As of July 2021, Mike and I have been the happy owners of a Tesla Model Y (affectionately referred to as Ysabella) for exactly one year!
To celebrate the milestone, I thought I would share 12 things (representing 12 months in the year—I’m very clever) you might be interested in knowing about driving a Tesla Model Y in Alberta.
I had intended to post this in July but, life, lol so you get it now in October!
This list is entirely based on our personal experience, so may differ from others’ experiences.
You could also consider this a sequel to my original Tesla Model Y blog post: Pros and Cons to Owning an Electric Vehicle (Tesla Model Y) in Alberta, which I first shared back in March 2021.
That Tesla blog post was really well-received. Thank you for all of your lovely messages and comments, and big thanks to those of you who purchased your Teslas using my referral code (mike67381)! Sadly the referral code program was shut down as of Sept. 18, 2021, so no more referrals for now but I’m leaving the link and code up in case they reinstate it at some point.
If you’re new to my blog, I must reiterate the following before you proceed:
- I am NOT a typical “car reviewer”
- This IS my personal blog
- Therefore what I choose to focus on, and how I choose to write it is entirely up to me and if it’s not for you, you actually don’t need to send me a mean message lol
Seriously, I got a lot of mean messages from people who didn’t like that I used so many “lols” in my last personal blog post about owning a Tesla. You can actually just close the tab or window if you don’t like what you’re reading. Also this is not an automotive magazine, so I can use as many lols as I want? So, if any of that disclaimer bothered you, if seeing this lol -> lol <- bothers you, feel free to exit the page right now, thank you! My comments are also moderated so if you feel compelled to post something mean, it actually won’t see the light of day. So just don’t?
With that said, I’m excited to share with you:
12 Things To Know About Driving a Tesla Model Y in Alberta
Based on my experience owning a Tesla Model Y in Edmonton, Alberta from July 2020-2021
One year with Ysabella, my Tesla Model Y.
Note: Professional photos used in this post were taken by Dallas Curow Photography.
Additional context: Our Tesla Model Y is a 2020 LR (Long Range) AWD (All Wheel Drive) – SUV
Also: this post is NOT sponsored by Tesla (though I would definitely partner if they asked lol)
1. There aren’t any issues driving it in Alberta’s -40C winter
This question comes up often when people talk to us about the Tesla—”how is it in winter?”
The answer: excellent! At least, based on our personal experience (and the one winter we’ve had it).
I’ve had many a previous winters pre-Tesla, worried about whether or not my vehicle would start (even when plugged in!) and that just wasn’t a worry at all with our Tesla. Another big concern pre-Tesla in Edmonton / Alberta winters was whether or not I would not be able to brake properly or slide into oncoming traffic in the intersection. Stress!!! But with the Tesla, no stress! Not a worry.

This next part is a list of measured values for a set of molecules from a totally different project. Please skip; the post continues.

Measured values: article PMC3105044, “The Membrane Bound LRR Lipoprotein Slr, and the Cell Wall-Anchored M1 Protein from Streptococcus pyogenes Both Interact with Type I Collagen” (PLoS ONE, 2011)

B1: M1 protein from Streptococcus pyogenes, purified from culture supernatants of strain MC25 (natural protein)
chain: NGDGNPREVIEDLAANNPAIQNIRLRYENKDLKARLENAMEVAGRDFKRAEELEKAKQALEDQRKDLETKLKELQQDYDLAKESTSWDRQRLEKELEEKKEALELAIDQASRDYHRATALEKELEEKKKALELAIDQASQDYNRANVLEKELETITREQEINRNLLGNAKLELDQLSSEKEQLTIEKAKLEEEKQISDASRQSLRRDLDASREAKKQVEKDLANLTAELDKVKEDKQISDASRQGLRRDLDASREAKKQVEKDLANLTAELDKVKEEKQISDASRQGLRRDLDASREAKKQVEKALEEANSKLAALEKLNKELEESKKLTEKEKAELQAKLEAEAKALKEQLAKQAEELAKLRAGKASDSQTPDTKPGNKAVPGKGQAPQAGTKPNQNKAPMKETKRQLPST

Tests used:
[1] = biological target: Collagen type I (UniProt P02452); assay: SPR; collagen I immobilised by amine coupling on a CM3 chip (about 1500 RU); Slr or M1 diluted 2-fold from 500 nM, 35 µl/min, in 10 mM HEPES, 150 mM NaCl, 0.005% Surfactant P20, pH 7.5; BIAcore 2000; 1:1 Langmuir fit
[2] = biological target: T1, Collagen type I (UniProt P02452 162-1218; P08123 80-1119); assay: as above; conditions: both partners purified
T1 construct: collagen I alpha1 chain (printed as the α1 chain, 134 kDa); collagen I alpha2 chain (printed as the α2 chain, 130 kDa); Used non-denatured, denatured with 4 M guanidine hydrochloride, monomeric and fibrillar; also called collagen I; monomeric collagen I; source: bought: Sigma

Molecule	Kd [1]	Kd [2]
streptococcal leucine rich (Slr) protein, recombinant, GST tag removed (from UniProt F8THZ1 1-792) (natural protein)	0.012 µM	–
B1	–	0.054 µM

The Tesla does lose range a bit quicker than in optimal weather, but that’s not an issue for daily commutes. Otherwise it starts great, is super cozy and warm inside the vehicle (heats up quite fast). Teslas have regenerative braking too which means when you let your foot off the pedal it basically halts the car instantly. We turn our acceleration and braking to “Chill Mode” during winter so the sudden start/stop isn’t too much of a shock in the snow/ice so there’s no slip or slide concerns (this may be more dependent on the tires you get though, we do change to winter tires during winter).
I would say the auto pilot is a bit dicier during winter if snow is covering up lanes and the camera can’t see the lanes properly, but generally the auto pilot is dicy in bad weather anyway (rain, fog or fierce winds) so I would just drive normally without auto pilot at that point, which is a difference with winter driving compared to other times of year. But overall—no winter stress with a Tesla!!
2. We save a lot of money not paying for gas
Truly, with the amount of driving I do, we have saved so much money not paying for gas.
Based on the calculation I shared in my Pros and Cons Tesla blog post, even with a slightly higher electricity bill, we end up saving close to $200 per month compared to what we were paying pre-electric vehicle for gas/electricity. * Note this would change depending on what your typical electricity bill is, how often you drive/fill up gas, and fluctuations in the market, but especially with how pricy gas has been over the last year ($1.41/litre?!)—not filling up has been REALLY nice.
If we do have to use a destination or supercharger outside of our garage, the cost is so minimal (like $7-$15 on average per charge), and even then, we haven’t had to pay for most of the last year as you get free supercharging kms if people use your referral code (mike67381), and thankfully, people have been using ours! As noted above, the referral code program has ended (as of Sept 2021) so I unfortunately can’t offer you any free supercharging kms (and you can’t get me bonus ones lol) but honestly the cost to charge up on road trips is really so nominal compared to paying for gas, and you don’t have to worry about that for daily commutes as it just rolls into your monthly electric bill and that ends up being significantly less than filling up at the pump.
3. Charge anxiety is really the only downside to owning a Tesla
I can say that a year into Tesla ownership, we definitely have *less* charge anxiety than we did in my first blog post after just three months of driving an electric vehicle, though worrying about where and when to charge and if we will “make” certain longer routes on our current charge is definitely still the only downside of owning an electric vehicle (in our opinion).